Influenza is one of the most common infectious diseases in humans, occurring as seasonal epidemic and sporadic pandemic outbreaks. There is a need for a better understanding of the molecular mechanisms of influenza virus pathogenesis and subsequent development of new therapeutics against influenza.
The hallmark of severe influenza virus infections is excessive inflammation of the lungs. Platelets are activated during influenza, but their role in influenza virus pathogenesis and inflammatory responses is unknown. Objectives: To determine the role of platelets during influenza A virus (IAV) infections and propose new therapeutics against influenza.
Mice are infected and treated or not with agonists or antagonists PAR4 . Alternatively GPIIIa -deficient mice are infected with influenza virus. Mortality induced by influenza virus is monitored daily. Alternatively, ex vivo studies allow us to assess viral replication and inflammation.
Measurements and Main Results: Lungs of infected mice were massively infiltrated by aggregates of activated platelets. Platelet activation promoted IAV pathogenesis. Activating protease-activated receptor 4 (PAR4), a platelet receptor for thrombin that is crucial for platelet activation, exacerbated influenza-induced acute lung injury and death. In contrast, deficiency in the major platelet receptor glycoprotein IIIa (GPIIIa) protected mice from death caused by influenza viruses, and treating the mice with a specific GPIIbIIIa antagonist, eptifibatide, had the same effect. Interestingly, mice treated with other anti-platelet compounds (antagonists of PAR4, MRS 2179, and clopidogrel) were also protected from severe lung injury and lethal infections induced by several influenza strains.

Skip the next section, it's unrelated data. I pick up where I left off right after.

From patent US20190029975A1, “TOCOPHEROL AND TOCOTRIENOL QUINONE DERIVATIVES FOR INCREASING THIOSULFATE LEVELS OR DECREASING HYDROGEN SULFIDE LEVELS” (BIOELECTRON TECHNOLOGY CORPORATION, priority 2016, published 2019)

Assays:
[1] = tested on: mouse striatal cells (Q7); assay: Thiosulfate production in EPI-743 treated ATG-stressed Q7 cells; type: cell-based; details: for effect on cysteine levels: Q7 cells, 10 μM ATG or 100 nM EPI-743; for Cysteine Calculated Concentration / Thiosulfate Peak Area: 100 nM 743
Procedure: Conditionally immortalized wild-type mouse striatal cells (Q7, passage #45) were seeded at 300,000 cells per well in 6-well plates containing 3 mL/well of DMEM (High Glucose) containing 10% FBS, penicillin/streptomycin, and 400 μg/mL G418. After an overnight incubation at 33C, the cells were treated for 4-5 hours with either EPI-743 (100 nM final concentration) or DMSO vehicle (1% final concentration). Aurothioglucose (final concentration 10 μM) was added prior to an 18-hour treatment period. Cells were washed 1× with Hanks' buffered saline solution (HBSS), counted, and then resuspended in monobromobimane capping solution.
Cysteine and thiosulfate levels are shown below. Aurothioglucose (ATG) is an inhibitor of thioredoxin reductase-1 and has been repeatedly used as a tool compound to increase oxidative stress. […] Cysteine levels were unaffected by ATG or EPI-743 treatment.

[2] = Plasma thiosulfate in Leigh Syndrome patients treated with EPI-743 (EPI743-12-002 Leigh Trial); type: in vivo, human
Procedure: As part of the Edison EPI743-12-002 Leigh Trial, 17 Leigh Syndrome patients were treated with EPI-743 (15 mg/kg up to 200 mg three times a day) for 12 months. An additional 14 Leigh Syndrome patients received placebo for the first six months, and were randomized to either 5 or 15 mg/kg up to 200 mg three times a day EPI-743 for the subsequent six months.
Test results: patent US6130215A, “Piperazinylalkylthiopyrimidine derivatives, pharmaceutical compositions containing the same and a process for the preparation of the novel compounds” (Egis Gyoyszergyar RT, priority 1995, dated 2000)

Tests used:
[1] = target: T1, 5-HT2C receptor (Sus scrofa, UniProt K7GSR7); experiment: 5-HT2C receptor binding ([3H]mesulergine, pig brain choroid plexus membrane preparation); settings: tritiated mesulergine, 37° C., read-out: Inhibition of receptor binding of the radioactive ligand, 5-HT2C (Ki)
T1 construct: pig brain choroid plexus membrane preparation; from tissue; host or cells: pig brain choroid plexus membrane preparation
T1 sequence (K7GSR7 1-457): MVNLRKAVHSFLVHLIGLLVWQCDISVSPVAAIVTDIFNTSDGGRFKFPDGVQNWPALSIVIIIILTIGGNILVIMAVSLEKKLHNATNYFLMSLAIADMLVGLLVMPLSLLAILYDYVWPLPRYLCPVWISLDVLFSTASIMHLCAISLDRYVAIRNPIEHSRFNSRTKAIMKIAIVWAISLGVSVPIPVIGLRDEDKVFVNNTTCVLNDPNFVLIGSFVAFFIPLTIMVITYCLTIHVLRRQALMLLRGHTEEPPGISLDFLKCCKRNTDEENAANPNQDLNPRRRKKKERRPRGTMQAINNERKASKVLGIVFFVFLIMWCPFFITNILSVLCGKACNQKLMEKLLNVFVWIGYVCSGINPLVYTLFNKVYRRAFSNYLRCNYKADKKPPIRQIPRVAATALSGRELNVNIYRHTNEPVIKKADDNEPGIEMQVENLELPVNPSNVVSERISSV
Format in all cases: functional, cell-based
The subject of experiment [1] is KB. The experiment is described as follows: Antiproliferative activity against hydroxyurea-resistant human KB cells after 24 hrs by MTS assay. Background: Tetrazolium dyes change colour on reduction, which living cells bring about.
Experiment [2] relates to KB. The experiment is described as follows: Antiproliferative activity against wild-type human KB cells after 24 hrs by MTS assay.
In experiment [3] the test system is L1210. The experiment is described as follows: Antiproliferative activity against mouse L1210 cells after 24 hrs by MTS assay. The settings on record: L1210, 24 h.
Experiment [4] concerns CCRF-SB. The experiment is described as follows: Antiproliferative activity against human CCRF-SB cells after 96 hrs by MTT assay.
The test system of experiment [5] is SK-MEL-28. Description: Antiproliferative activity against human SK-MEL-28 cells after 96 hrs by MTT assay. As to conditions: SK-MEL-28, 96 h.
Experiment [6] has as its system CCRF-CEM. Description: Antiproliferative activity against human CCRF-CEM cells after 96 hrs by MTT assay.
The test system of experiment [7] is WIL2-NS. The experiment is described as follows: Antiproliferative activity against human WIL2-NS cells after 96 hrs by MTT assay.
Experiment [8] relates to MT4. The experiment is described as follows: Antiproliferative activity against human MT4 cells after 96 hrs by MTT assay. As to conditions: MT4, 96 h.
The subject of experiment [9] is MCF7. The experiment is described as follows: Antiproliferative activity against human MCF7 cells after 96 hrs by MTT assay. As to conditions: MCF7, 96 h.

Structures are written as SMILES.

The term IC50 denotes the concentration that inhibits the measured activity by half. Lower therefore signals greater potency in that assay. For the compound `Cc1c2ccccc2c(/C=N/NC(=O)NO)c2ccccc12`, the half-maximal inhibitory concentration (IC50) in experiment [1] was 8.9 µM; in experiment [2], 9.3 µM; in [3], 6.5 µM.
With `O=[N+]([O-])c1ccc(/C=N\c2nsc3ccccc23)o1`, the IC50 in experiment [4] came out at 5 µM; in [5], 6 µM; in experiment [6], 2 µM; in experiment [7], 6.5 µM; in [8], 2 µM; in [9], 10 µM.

Our perspective is to test other anti-platelet compounds in lung injury and lethal infections induced by several influenza strains.
Lê VB, Schneider JG, Boergeling Y, Berri F, Ducatez M, Guerin JL, Adrian I, Errazuriz-Cerda E, Frasquilho S, Antunes L, Lina B, Bordet JC, Jandrot-Perrus M, Ludwig S, and Riteau B. Platelet activation and aggregation promote lung inflammation and influenza virus pathogenesis. Am J Respir Crit Care Med. Sous presse.